Anatomical descriptions of the hand have failed to explain the vulnerabilities and unsatisfactory outcomes to even slight damage to its network of tendinous interconnections. We propose that these classical anatomical descriptions do not capture the severe functional interdependence among its multiple elements. We will use an alternative structural inference approach base on bioinformatic testing of cadaver specimens to find the sensitivities and vulnerabilities of the tendinous apparatus. Hypothesis I: Classical anatomical descriptions of the tendinous apparatus do not capture the interdependencies among tendons and therefore fail to explain the vulnerability of finger function to injury. Hypothesis II: Anatomical descriptions inferred directly from finger force and motion data are better than classical descriptions at capturing the interdependencies among tendons and explain how injury results in deformity and pathologic finger motion.
Aim 1 : Quantify the fidelity of classical anatomical descriptions by comparing predicted vs. measured static fingertip forces and unloaded finger motions in a variety of postures.
Aim 2 : Mathematically infer alternative anatomical descriptions from cadaver data, and quantify their fidelity by comparing predicted vs. measured static fingertip forces and unloaded finger motions in a variety of postures.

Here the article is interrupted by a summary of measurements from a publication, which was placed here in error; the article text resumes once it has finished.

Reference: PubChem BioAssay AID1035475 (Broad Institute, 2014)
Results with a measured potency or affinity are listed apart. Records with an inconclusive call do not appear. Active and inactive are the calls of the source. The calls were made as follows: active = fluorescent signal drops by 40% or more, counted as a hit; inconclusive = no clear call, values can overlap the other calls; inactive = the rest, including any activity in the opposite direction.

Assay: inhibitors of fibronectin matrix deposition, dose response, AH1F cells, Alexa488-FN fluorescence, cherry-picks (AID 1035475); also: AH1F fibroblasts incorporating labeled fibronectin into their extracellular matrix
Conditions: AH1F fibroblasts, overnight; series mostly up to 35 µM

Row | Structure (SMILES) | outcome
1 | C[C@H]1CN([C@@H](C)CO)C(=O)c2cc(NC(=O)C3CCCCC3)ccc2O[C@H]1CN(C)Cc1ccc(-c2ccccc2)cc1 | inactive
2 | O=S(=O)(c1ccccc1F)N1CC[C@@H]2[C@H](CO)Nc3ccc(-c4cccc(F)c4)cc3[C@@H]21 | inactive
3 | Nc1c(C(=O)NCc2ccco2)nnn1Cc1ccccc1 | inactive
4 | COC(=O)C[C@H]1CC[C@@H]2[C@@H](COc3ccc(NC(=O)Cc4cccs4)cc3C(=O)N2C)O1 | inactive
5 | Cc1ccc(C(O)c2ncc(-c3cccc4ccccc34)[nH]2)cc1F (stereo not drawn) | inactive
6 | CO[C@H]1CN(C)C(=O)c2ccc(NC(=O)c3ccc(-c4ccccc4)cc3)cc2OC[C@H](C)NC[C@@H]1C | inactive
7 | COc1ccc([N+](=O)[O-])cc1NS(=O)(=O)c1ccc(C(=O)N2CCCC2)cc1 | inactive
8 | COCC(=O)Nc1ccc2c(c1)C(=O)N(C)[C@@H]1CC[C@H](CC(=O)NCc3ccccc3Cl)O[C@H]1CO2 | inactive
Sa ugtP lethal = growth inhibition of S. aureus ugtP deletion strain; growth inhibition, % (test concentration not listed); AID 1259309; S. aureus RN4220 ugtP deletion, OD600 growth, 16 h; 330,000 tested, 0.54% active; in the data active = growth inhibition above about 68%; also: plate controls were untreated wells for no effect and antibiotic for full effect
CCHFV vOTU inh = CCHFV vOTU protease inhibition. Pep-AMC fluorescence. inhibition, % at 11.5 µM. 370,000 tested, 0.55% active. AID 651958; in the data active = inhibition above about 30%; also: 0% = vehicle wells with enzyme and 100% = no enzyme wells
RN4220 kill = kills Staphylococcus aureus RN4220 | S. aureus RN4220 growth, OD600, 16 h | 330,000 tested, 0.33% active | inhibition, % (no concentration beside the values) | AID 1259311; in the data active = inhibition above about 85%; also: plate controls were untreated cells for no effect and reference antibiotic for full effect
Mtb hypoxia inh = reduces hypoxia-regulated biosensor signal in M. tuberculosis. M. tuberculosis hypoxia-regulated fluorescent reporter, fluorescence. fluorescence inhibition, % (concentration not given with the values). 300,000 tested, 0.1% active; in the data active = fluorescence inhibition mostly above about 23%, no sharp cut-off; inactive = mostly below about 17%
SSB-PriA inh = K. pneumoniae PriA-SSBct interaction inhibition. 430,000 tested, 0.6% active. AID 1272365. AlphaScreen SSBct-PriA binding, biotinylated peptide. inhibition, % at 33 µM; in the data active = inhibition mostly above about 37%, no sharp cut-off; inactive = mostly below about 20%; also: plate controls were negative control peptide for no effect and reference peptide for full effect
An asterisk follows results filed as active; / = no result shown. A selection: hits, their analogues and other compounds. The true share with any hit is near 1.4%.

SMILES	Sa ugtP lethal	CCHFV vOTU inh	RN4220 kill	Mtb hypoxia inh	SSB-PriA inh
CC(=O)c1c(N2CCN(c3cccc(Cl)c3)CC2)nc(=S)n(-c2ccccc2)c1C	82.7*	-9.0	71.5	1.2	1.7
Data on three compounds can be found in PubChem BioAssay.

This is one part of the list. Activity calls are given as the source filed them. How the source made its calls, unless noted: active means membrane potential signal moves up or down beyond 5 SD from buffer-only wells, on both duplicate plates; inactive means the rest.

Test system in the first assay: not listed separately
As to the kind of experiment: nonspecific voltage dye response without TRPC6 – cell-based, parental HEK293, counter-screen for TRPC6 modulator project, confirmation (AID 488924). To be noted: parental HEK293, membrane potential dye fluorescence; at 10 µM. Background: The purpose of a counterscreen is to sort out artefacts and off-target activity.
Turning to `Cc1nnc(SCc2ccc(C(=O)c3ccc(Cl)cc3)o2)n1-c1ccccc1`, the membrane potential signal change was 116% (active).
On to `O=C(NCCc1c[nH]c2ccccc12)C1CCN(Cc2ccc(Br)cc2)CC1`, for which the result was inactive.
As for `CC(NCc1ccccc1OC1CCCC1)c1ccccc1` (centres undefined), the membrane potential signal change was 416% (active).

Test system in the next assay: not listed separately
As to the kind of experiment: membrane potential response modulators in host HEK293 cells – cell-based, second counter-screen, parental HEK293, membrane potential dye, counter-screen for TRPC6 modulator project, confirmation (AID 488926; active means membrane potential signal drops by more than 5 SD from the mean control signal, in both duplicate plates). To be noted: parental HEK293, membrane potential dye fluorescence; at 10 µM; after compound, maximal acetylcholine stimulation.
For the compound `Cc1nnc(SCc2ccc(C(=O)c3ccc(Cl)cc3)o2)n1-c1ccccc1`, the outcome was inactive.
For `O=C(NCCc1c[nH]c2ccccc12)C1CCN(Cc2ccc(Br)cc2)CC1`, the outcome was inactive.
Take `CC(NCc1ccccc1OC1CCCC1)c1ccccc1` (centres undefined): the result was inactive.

Aim 3 : Validate the clinical usefulness of the best resulting anatomical descriptions by performing selective injuries in cadaver hands, and comparing predicted vs. measured deformity and pathologic finger motion. This work is made possible by our novel and validated data-driven bioinformatics approach to infer the functional structure of complex physical systems by autonomously interrogating them. We will infer anatomical descriptions of the fingers and tendinous apparatus by measuring fingertip forces and motion in response to a minimal number of automatically generated tendon tensions and excursions, respectively, delivered by a computer-controlled cadaver actuation system. Future Aims: Establishing the structure, function and vulnerabilities of the tendinous apparatus will have great clinical impact. This work will lead to understanding why and how injuries to the tendinous apparatus, or muscle imbalances, often result in deformity, pathologic finger motion and force deficits
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